Let’s face it: groceries are a lot more expensive than they used to be.
The cost of eating at home has risen 12.2% since June 2021, according to the Consumer Price Index (CPI) of the US Bureau of Labor Statistics. This is part of an overall increase of 10.4% in the cost of food, which also includes the cost of meals out.
You might consider finding ways to cut costs on your grocery spending — such as giving away fresh produce at your nearest farmer’s market for a general supermarket in your area. Don’t do it unless you have to, says Adante Hart, a registered dietitian in Raleigh, North Carolina: Due to inflation, prices between the two aren’t actually far away anymore, and the health benefits from the farmers’ market are worth the cost difference.
“The gap between the price you see at the farmers market and the grocery store is getting smaller,” Hart tells CNBC Make It. “I know a lot of people used to say that shopping at the farmers market was more expensive than the grocery store, but now those prices are a little closer.”
In Raleigh, bananas at the North Carolina general farmers market cost between 63 and 85 cents a pound, according to a report from the U.S. Department of Agriculture. At the local Food Lion, these bananas were 59 cents a pound, according to the supermarket chain’s website — less expensive, but not significantly.
Some items may be cheaper at farmers’ markets now: Carrots, for example, cost between 66 and 72 cents a pound at Raleigh Market, compared to 69 cents a pound at Food Lion.
Given how similar the costs are, the health benefits of farmers’ markets stand out, nutritionists say.
Health benefits of fresh produce
Nutrients in fruits and vegetables oxidize over time and lose their value as days go by, says Rina Franco, a registered dietitian in New York — and farmers’ produce usually travels from farm to store shelves within 24 hours.
In contrast, fruits and vegetables in the supermarket can take longer to reach the shelves, especially produce grown in remote locations. Franco says foods that are out of season in your state may contain additives to keep them fresh for long periods of time.
“The great thing about the food you get at the farmers market is that they don’t need to put toxins or wax on the food to keep it fresh while traveling,” she says.
Farmers markets also give you the opportunity to speak directly to the farmers who grow your food. Hart recommends getting to know them, because depending on the relationships you build, you may eventually be able to negotiate slightly lower prices.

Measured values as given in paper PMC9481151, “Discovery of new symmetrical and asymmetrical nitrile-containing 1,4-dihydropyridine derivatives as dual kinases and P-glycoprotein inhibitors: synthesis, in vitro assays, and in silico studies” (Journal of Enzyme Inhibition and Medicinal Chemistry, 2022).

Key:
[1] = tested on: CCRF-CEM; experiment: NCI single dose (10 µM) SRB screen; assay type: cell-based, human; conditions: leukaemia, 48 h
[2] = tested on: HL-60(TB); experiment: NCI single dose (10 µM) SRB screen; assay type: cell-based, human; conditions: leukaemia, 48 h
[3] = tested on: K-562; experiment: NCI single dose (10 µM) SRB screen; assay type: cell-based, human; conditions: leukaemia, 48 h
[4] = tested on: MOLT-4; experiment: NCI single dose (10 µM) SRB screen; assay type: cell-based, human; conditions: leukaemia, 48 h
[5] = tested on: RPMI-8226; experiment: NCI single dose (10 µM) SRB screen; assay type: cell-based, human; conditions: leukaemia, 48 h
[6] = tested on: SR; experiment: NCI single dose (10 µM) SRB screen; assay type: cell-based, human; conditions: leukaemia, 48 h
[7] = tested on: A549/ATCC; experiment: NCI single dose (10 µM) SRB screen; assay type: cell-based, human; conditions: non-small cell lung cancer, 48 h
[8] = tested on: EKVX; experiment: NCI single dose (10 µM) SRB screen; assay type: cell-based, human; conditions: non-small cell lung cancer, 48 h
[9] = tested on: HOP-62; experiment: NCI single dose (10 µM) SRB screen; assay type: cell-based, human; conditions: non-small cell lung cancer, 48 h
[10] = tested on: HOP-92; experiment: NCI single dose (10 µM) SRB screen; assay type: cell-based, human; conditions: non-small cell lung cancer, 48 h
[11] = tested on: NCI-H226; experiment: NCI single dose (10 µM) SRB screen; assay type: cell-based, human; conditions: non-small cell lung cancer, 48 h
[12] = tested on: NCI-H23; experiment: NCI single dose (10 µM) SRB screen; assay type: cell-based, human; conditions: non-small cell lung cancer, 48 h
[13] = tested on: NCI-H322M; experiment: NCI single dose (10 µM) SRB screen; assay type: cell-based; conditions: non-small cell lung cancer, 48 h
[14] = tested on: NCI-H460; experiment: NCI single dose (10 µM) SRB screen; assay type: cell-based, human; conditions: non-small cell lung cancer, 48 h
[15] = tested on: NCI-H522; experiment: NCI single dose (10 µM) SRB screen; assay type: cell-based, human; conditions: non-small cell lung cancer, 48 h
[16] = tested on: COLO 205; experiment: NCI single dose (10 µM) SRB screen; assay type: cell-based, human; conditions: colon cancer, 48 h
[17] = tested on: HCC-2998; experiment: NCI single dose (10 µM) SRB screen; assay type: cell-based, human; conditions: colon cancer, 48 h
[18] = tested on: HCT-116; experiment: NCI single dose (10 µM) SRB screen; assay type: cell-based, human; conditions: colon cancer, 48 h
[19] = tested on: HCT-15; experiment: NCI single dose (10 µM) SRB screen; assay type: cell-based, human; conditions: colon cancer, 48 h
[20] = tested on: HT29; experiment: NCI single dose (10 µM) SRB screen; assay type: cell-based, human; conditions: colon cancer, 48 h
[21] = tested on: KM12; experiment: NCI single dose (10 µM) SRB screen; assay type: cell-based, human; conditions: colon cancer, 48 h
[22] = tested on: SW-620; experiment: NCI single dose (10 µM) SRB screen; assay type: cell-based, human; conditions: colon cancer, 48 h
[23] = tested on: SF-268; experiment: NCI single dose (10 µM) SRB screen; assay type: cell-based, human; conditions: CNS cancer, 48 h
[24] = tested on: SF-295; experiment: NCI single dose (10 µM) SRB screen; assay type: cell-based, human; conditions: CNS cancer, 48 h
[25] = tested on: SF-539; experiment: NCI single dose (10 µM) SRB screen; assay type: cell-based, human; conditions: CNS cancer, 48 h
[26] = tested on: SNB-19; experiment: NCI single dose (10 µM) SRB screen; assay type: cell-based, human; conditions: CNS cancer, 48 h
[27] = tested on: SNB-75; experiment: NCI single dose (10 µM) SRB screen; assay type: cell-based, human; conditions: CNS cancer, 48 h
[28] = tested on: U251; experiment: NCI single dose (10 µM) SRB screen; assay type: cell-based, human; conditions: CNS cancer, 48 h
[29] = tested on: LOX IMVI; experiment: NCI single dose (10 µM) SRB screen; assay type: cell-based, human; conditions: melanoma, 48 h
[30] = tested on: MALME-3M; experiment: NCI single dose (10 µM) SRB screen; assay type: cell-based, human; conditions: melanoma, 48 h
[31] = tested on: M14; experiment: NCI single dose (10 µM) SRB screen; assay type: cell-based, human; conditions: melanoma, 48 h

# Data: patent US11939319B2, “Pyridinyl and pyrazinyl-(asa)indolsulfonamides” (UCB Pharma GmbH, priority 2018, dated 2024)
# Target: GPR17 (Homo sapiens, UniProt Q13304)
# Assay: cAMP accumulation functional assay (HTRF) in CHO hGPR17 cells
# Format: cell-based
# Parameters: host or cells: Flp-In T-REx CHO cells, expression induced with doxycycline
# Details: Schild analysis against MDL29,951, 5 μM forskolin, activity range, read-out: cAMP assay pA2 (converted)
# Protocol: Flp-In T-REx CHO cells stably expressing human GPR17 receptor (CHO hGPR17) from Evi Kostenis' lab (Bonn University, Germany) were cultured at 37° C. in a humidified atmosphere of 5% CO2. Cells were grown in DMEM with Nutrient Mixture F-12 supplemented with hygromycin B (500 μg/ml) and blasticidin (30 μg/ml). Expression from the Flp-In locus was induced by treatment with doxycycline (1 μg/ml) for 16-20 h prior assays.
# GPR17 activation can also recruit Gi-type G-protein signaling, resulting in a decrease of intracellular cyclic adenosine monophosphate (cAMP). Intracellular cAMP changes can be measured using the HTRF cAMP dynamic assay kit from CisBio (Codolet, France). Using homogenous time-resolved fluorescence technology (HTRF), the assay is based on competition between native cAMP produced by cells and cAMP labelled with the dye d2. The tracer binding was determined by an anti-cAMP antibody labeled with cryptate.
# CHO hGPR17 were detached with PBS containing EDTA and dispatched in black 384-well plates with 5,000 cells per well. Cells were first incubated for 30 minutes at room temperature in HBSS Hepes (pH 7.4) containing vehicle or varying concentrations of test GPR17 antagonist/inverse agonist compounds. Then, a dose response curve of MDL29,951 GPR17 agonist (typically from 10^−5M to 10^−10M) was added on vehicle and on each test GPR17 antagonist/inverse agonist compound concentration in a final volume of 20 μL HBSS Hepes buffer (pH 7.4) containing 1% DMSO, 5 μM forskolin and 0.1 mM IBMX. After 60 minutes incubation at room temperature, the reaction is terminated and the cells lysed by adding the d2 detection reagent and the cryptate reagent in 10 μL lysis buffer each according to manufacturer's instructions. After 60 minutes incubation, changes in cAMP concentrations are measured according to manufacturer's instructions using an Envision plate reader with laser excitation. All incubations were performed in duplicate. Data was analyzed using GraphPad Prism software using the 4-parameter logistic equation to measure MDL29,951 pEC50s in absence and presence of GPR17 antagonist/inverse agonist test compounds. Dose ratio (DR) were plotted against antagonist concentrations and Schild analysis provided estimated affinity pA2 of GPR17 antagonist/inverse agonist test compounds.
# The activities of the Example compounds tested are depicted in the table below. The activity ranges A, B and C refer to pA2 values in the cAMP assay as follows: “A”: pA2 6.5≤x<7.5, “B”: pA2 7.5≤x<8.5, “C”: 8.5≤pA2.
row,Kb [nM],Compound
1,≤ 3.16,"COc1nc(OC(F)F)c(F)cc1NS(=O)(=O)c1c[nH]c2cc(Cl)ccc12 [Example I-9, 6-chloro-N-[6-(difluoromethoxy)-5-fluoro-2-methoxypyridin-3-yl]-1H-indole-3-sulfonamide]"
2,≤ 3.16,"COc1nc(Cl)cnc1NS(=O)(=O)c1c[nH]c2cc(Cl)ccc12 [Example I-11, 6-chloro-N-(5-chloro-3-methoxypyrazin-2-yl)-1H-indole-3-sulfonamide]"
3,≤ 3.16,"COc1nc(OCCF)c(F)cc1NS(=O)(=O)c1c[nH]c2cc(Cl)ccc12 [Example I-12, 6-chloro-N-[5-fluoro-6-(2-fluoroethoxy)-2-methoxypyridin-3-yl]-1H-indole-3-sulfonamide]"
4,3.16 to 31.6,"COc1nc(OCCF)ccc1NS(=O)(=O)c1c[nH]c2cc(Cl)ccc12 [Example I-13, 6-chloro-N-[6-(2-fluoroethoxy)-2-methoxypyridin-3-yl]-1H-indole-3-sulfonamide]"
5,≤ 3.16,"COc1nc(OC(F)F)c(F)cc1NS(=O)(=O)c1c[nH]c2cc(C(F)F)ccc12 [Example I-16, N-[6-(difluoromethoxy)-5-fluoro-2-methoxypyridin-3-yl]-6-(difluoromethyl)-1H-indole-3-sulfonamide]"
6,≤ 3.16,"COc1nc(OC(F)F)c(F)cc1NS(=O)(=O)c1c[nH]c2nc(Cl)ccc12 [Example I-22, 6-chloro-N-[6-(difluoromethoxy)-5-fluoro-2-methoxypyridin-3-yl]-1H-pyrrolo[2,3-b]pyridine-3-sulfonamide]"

“Sometimes you can work with them and they will be able to work with you and negotiate. At the end of the day, not many farmers want to bring produce home. They would rather sell as much as they can,” says Hart.
Local availability and accessibility
Finding the closest source for locally farmed produce doesn’t have to be difficult. The USDA has a local food guide, where you can type in the foods you’re looking for, filter by location and choose a farmer’s market category.
You can also use word-of-mouth, says Hart: “Ask those around you. Talk to farmers in the area. If you’re going to a restaurant that sources things locally, ask them where they get their produce.”
Hart notes that there are weekend farmers markets in most US cities, which can likely be found with a Google search. These provide great opportunities to shop prices among the multiple market vendors.
“Different growers have things at different prices, so find the best deal for you,” Hart says.
If groceries at farmers’ markets are over your budget, Hart says you should still not go back to supermarkets unless you have to. He recommends trying out food pantries, making donations at houses of worship and following up on any soon-to-be mobile markets in your area. Most farmers’ markets also accept SNAP and WIC.
“There are a lot of options out there if you can’t get into the market,” Hart says. “It’s a privilege for some people. In this economy, you have to do what you have to do.”
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